Simple microfluidic method helps detect life-threatening condition earlier
A new method for monitoring the onset of sepsis touted by US researchers may assist clinicians in helping more of their patients survive this potentially fatal condition.
Sepsis, often referred to as blood poisoning, can be the result of an innocuous infection or injury. Without treatment, the immune system becomes overwhelmed, leading to organ shutdown. In the UK alone, 30,000 people die as a direct result of the condition. Sepsis needs to be caught early to maximise the chances of a full recovery. However, existing diagnostics rely on antibody labelling, which requires samples to be prepared and tested by specialist laboratory staff. This requires time that a patient might not be able to spare. ‘Existing methods are too cumbersome,’ explains Joel Voldman, heading up the new study at Massachusetts Institute of Technology.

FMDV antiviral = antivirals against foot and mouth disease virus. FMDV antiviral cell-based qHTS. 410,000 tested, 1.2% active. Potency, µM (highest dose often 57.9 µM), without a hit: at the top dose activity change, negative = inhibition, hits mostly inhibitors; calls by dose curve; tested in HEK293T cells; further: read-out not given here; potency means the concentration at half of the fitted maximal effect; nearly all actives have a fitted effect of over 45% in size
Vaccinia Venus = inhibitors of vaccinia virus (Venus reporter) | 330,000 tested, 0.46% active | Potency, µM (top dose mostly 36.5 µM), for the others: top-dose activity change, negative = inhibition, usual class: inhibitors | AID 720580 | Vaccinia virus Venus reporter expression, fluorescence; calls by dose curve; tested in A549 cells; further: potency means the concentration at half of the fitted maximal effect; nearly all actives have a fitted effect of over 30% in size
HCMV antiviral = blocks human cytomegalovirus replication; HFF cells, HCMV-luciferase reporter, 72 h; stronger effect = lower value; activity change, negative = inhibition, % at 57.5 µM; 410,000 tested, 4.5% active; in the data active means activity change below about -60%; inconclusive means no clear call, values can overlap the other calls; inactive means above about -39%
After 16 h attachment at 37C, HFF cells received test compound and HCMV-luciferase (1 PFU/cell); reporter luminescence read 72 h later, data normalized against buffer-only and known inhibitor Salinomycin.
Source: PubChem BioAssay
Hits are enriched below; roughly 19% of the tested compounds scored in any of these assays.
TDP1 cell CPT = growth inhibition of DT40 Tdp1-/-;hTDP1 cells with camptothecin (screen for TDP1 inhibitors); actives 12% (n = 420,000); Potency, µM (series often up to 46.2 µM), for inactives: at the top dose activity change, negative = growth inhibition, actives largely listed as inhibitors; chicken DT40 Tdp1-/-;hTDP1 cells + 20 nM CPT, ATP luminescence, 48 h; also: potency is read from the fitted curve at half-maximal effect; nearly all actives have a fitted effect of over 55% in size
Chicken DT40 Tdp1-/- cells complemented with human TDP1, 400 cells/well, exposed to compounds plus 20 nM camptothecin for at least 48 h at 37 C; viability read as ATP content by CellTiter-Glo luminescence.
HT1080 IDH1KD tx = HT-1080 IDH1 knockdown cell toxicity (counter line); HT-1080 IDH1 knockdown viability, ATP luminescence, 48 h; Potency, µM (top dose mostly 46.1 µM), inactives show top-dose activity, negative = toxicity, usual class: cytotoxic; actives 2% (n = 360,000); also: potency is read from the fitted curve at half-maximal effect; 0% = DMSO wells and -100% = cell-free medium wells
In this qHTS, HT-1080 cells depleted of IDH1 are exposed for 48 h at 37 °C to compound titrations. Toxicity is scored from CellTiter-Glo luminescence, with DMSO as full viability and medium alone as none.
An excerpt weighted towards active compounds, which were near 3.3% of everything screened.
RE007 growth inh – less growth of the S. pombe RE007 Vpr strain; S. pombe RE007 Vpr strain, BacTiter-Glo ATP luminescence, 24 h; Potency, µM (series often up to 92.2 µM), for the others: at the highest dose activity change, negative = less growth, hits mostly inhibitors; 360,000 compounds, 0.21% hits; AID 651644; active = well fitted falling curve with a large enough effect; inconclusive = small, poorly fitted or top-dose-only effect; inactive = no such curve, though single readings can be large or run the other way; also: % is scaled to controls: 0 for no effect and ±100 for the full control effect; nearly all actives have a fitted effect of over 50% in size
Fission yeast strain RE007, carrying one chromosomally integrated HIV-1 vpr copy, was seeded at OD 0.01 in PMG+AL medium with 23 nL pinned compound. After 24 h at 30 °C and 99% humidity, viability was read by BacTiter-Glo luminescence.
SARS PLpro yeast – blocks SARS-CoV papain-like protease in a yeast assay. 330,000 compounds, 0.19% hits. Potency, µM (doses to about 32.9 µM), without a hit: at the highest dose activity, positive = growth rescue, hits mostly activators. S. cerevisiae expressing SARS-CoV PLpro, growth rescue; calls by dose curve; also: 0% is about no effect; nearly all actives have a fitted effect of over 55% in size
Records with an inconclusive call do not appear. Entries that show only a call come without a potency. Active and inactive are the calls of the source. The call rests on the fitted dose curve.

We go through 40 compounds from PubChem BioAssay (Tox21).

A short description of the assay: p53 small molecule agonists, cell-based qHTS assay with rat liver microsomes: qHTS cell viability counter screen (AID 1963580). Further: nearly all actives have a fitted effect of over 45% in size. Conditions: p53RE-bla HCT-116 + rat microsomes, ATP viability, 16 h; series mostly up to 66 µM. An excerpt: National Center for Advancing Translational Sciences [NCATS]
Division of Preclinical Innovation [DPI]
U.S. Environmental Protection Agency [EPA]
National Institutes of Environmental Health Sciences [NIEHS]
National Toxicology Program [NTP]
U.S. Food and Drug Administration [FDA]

Voldman’s group devised a microfluidic method that takes advantage of the white blood cells’ electrical properties, which makes it possible to detect sepsis quickly in its earliest stages. Sepsis triggers white blood cells to become activated and circulate in the blood. The number of these activated cells indicates the disease’s progression. Applying an electric field then separates activated and non-activated cells based on subtle differences in their electrical properties.
Read the full article in Chemistry World.